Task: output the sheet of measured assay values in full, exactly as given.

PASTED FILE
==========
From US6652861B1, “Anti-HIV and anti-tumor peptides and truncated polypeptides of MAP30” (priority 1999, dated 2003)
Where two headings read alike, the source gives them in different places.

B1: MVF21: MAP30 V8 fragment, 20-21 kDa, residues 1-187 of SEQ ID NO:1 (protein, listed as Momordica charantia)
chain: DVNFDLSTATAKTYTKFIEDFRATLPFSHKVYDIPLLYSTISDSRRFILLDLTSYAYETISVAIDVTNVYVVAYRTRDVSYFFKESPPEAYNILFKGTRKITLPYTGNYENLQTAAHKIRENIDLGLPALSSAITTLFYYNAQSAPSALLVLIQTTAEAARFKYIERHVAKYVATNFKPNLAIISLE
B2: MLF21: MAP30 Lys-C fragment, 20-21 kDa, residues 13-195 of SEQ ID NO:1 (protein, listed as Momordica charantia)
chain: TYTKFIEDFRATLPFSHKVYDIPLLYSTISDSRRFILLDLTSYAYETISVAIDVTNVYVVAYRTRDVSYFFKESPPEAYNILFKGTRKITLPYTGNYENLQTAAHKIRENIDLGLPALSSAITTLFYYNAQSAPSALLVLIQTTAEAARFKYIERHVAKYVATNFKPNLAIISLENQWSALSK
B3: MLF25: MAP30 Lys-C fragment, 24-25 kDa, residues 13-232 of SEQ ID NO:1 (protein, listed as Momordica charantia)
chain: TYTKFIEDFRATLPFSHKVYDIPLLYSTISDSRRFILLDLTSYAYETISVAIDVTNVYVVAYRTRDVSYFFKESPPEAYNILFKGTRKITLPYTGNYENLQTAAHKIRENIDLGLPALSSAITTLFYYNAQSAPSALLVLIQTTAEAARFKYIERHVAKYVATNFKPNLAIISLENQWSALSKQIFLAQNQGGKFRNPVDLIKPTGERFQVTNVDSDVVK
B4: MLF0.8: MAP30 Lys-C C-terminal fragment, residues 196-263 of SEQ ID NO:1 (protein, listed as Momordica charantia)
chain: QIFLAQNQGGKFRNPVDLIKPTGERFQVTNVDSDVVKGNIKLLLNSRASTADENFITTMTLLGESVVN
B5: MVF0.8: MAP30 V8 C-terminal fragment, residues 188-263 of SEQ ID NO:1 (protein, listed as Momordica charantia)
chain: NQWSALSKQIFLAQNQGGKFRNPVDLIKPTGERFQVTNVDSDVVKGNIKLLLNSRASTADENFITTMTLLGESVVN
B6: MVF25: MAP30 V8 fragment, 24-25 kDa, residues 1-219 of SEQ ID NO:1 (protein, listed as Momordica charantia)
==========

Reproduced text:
From US6652861B1, “Anti-HIV and anti-tumor peptides and truncated polypeptides of MAP30” (priority 1999, dated 2003)
Where two headings read alike, the source gives them in different places.

B1: MVF21: MAP30 V8 fragment, 20-21 kDa, residues 1-187 of SEQ ID NO:1 (protein, listed as Momordica charantia)
chain: DVNFDLSTATAKTYTKFIEDFRATLPFSHKVYDIPLLYSTISDSRRFILLDLTSYAYETISVAIDVTNVYVVAYRTRDVSYFFKESPPEAYNILFKGTRKITLPYTGNYENLQTAAHKIRENIDLGLPALSSAITTLFYYNAQSAPSALLVLIQTTAEAARFKYIERHVAKYVATNFKPNLAIISLE
B2: MLF21: MAP30 Lys-C fragment, 20-21 kDa, residues 13-195 of SEQ ID NO:1 (protein, listed as Momordica charantia)
chain: TYTKFIEDFRATLPFSHKVYDIPLLYSTISDSRRFILLDLTSYAYETISVAIDVTNVYVVAYRTRDVSYFFKESPPEAYNILFKGTRKITLPYTGNYENLQTAAHKIRENIDLGLPALSSAITTLFYYNAQSAPSALLVLIQTTAEAARFKYIERHVAKYVATNFKPNLAIISLENQWSALSK
B3: MLF25: MAP30 Lys-C fragment, 24-25 kDa, residues 13-232 of SEQ ID NO:1 (protein, listed as Momordica charantia)
chain: TYTKFIEDFRATLPFSHKVYDIPLLYSTISDSRRFILLDLTSYAYETISVAIDVTNVYVVAYRTRDVSYFFKESPPEAYNILFKGTRKITLPYTGNYENLQTAAHKIRENIDLGLPALSSAITTLFYYNAQSAPSALLVLIQTTAEAARFKYIERHVAKYVATNFKPNLAIISLENQWSALSKQIFLAQNQGGKFRNPVDLIKPTGERFQVTNVDSDVVK
B4: MLF0.8: MAP30 Lys-C C-terminal fragment, residues 196-263 of SEQ ID NO:1 (protein, listed as Momordica charantia)
chain: QIFLAQNQGGKFRNPVDLIKPTGERFQVTNVDSDVVKGNIKLLLNSRASTADENFITTMTLLGESVVN
B5: MVF0.8: MAP30 V8 C-terminal fragment, residues 188-263 of SEQ ID NO:1 (protein, listed as Momordica charantia)
chain: NQWSALSKQIFLAQNQGGKFRNPVDLIKPTGERFQVTNVDSDVVKGNIKLLLNSRASTADENFITTMTLLGESVVN
B6: MVF25: MAP30 V8 fragment, 24-25 kDa, residues 1-219 of SEQ ID NO:1 (protein, listed as Momordica charantia)